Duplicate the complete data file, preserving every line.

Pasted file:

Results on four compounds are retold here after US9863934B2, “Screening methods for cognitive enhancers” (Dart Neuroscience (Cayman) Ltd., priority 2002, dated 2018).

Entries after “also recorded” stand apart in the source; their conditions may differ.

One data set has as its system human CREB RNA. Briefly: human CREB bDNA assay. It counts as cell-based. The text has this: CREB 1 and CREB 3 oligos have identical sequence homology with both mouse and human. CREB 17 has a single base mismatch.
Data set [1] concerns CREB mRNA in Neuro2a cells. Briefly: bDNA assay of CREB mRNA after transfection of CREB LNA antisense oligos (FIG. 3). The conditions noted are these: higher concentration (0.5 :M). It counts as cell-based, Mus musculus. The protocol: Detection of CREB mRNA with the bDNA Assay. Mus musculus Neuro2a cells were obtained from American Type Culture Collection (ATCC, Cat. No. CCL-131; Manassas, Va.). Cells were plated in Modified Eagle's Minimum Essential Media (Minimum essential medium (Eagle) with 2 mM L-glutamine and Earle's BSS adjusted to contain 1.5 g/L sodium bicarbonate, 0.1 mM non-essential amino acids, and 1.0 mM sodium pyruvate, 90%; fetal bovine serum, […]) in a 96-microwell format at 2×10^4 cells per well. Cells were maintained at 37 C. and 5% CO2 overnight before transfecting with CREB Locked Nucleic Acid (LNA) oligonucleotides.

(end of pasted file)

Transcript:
Results on four compounds are retold here after US9863934B2, “Screening methods for cognitive enhancers” (Dart Neuroscience (Cayman) Ltd., priority 2002, dated 2018).

Entries after “also recorded” stand apart in the source; their conditions may differ.

One data set has as its system human CREB RNA. Briefly: human CREB bDNA assay. It counts as cell-based. The text has this: CREB 1 and CREB 3 oligos have identical sequence homology with both mouse and human. CREB 17 has a single base mismatch.
Data set [1] concerns CREB mRNA in Neuro2a cells. Briefly: bDNA assay of CREB mRNA after transfection of CREB LNA antisense oligos (FIG. 3). The conditions noted are these: higher concentration (0.5 :M). It counts as cell-based, Mus musculus. The protocol: Detection of CREB mRNA with the bDNA Assay. Mus musculus Neuro2a cells were obtained from American Type Culture Collection (ATCC, Cat. No. CCL-131; Manassas, Va.). Cells were plated in Modified Eagle's Minimum Essential Media (Minimum essential medium (Eagle) with 2 mM L-glutamine and Earle's BSS adjusted to contain 1.5 g/L sodium bicarbonate, 0.1 mM non-essential amino acids, and 1.0 mM sodium pyruvate, 90%; fetal bovine serum, […]) in a 96-microwell format at 2×10^4 cells per well. Cells were maintained at 37 C. and 5% CO2 overnight before transfecting with CREB Locked Nucleic Acid (LNA) oligonucleotides.